Physical function and health-related quality-of-life in a population-based sample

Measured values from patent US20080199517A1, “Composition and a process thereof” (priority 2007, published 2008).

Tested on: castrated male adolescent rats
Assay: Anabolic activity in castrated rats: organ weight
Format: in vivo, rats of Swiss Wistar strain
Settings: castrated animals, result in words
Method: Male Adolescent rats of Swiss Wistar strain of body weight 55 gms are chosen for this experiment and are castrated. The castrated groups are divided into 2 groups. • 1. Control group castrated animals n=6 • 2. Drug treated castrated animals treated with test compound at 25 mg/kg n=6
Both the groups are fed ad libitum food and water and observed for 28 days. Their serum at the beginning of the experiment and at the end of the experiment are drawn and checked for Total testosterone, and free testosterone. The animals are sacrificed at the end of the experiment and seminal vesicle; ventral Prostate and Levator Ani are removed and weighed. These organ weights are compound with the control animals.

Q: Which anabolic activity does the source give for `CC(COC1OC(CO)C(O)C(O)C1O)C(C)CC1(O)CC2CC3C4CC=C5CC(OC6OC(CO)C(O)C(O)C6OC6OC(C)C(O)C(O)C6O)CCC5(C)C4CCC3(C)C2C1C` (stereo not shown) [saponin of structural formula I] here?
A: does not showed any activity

AbstractBackground . It is of interest to understand whether impaired physical function is associated with health-related quality-of-life (HRQOL). We examined upper and lower body physical function and its relationship with two domains of HRQOL among men. Methods . We conducted a population-based observational study of musculoskeletal health among Boston, MA residents, the Boston Area Community Health/Bone Survey. Participants were 1219 randomly-selected Black, Hispanic, and White males (30––79 years). Upper body function was measured using hand grip strength, while lower body function was measured by combining a timed walk and a chair stand test. HRQOL was measured using the physical (PCS-12) and mental health (MCS-12) component scores of the SF-12. Multivariate linear regression models were used to estimate the association between poor function and HRQOL. Results . There was a significant association of poor upper body physical function with the MCS-12 (ββ coefficient: −−4.12, p == 0.003) but not the PCS-12 (ββ coefficient: 0.79, p == 0.30) compared to those without poor function. Those with poor lower body physical function had significantly lower PCS-12 scores (ββ: −−2.95, p == 0.007), compared to those without poor function, but an association was not observed for MCS-12 scores. Conclusions . Domains of physical function were not consistently related to domains of HRQOL.